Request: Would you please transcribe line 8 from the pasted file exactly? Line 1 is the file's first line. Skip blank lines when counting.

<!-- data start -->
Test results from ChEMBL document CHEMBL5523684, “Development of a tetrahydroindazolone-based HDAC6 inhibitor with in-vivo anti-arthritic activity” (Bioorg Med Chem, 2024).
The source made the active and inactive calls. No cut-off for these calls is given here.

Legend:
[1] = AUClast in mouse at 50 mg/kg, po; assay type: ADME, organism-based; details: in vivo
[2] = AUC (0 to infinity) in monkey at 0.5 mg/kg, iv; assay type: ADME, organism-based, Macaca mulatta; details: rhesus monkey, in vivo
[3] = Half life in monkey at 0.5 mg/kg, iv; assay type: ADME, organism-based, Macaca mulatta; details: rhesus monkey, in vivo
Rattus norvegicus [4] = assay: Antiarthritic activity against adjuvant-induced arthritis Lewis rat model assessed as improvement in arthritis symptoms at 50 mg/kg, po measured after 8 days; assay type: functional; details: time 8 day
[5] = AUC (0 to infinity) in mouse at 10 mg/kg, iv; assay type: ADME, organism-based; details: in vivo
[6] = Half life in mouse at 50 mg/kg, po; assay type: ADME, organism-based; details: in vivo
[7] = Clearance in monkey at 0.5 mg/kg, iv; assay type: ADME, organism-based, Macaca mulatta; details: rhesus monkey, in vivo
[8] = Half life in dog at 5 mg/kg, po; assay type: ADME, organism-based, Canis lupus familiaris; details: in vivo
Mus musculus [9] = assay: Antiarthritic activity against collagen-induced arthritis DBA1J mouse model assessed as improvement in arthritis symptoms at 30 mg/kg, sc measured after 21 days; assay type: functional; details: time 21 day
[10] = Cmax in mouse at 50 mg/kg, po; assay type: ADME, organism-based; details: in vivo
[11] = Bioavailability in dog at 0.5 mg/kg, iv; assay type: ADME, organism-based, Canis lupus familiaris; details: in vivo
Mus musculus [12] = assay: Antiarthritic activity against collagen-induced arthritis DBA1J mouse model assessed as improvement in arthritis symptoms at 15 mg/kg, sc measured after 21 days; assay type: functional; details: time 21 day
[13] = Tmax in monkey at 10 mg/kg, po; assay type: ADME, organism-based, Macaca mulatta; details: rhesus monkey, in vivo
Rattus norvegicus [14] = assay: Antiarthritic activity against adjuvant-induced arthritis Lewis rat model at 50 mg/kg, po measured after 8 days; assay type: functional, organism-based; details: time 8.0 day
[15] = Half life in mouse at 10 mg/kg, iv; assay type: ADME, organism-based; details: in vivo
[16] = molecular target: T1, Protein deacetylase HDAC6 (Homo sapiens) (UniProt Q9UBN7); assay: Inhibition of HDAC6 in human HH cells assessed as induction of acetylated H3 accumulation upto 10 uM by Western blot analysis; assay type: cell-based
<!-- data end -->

[5] = AUC (0 to infinity) in mouse at 10 mg/kg, iv; assay type: ADME, organism-based; details: in vivo